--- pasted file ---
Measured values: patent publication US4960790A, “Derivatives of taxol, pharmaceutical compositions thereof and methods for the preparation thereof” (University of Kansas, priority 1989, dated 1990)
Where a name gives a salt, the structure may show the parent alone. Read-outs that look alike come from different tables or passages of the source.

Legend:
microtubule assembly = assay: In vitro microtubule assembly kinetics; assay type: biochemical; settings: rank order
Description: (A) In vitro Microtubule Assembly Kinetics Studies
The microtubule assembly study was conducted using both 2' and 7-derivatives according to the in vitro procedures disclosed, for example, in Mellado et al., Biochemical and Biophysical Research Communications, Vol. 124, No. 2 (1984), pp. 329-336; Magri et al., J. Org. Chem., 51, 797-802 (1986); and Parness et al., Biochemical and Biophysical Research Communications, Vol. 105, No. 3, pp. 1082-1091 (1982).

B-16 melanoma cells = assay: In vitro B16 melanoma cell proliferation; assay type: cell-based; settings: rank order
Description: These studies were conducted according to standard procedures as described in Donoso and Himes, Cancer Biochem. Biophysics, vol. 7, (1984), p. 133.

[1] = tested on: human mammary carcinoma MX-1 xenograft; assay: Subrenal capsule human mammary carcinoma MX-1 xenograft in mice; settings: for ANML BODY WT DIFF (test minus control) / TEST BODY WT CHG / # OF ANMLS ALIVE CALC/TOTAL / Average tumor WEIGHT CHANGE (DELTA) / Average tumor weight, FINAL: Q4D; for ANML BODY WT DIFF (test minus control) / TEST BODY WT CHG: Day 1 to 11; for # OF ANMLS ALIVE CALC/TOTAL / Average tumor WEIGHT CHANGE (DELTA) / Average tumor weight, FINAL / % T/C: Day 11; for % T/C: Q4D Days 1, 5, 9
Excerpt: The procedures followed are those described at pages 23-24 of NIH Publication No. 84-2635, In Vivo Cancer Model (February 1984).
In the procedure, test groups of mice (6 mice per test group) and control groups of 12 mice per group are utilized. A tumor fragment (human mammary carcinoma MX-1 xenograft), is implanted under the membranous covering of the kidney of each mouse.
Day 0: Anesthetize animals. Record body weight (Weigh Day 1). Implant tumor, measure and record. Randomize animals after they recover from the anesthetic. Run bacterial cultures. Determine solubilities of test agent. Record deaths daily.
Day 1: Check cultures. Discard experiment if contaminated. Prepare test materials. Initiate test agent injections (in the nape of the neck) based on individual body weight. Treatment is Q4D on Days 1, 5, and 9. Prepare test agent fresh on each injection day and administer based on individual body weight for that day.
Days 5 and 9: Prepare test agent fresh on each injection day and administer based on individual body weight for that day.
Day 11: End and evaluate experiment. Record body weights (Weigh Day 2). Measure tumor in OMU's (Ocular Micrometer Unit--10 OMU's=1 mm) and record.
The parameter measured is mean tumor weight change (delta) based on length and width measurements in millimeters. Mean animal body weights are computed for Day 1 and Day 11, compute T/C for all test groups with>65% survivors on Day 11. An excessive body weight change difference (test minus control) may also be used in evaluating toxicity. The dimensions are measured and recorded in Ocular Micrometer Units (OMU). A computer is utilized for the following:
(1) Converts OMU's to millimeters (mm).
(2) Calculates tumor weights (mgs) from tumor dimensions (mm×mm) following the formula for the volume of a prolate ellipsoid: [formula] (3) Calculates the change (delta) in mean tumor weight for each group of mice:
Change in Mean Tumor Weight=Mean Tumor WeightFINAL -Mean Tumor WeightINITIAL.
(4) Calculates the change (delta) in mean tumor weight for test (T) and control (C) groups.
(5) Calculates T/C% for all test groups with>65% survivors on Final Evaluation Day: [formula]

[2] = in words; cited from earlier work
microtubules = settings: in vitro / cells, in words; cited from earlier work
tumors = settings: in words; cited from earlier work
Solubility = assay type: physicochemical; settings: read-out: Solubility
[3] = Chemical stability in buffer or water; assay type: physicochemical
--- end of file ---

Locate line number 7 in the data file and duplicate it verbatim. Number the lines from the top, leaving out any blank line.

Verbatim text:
B-16 melanoma cells = assay: In vitro B16 melanoma cell proliferation; assay type: cell-based; settings: rank order